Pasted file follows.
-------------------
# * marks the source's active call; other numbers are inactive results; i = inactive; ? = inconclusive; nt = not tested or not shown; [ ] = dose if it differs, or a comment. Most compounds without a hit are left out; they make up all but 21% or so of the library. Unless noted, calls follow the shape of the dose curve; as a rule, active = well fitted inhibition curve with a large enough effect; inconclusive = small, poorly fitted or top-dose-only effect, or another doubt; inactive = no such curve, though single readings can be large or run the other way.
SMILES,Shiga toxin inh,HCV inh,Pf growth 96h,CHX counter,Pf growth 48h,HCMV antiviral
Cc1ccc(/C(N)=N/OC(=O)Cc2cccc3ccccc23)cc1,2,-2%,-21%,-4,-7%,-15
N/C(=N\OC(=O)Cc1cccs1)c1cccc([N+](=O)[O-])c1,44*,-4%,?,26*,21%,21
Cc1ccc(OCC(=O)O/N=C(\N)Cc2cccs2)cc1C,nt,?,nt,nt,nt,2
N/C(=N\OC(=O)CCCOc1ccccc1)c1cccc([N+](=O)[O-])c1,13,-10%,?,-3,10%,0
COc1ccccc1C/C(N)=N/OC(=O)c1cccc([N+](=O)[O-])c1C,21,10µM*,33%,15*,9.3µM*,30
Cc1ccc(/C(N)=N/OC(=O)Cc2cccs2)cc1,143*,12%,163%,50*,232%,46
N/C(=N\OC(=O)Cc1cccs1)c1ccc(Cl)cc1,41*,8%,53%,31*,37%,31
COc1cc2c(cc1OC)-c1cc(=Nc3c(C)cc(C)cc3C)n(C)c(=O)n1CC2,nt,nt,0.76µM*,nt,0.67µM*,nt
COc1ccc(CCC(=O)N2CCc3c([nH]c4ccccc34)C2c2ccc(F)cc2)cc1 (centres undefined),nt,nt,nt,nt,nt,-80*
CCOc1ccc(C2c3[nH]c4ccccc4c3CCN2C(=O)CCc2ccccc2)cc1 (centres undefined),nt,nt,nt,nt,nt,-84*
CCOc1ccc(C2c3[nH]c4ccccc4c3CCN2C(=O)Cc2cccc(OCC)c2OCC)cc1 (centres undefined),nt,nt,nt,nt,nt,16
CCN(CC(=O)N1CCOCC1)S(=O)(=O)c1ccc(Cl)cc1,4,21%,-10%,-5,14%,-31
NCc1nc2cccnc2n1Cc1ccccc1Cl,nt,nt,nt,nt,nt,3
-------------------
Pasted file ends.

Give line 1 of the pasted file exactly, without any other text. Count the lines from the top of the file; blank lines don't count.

# * marks the source's active call; other numbers are inactive results; i = inactive; ? = inconclusive; nt = not tested or not shown; [ ] = dose if it differs, or a comment. Most compounds without a hit are left out; they make up all but 21% or so of the library. Unless noted, calls follow the shape of the dose curve; as a rule, active = well fitted inhibition curve with a large enough effect; inconclusive = small, poorly fitted or top-dose-only effect, or another doubt; inactive = no such curve, though single readings can be large or run the other way.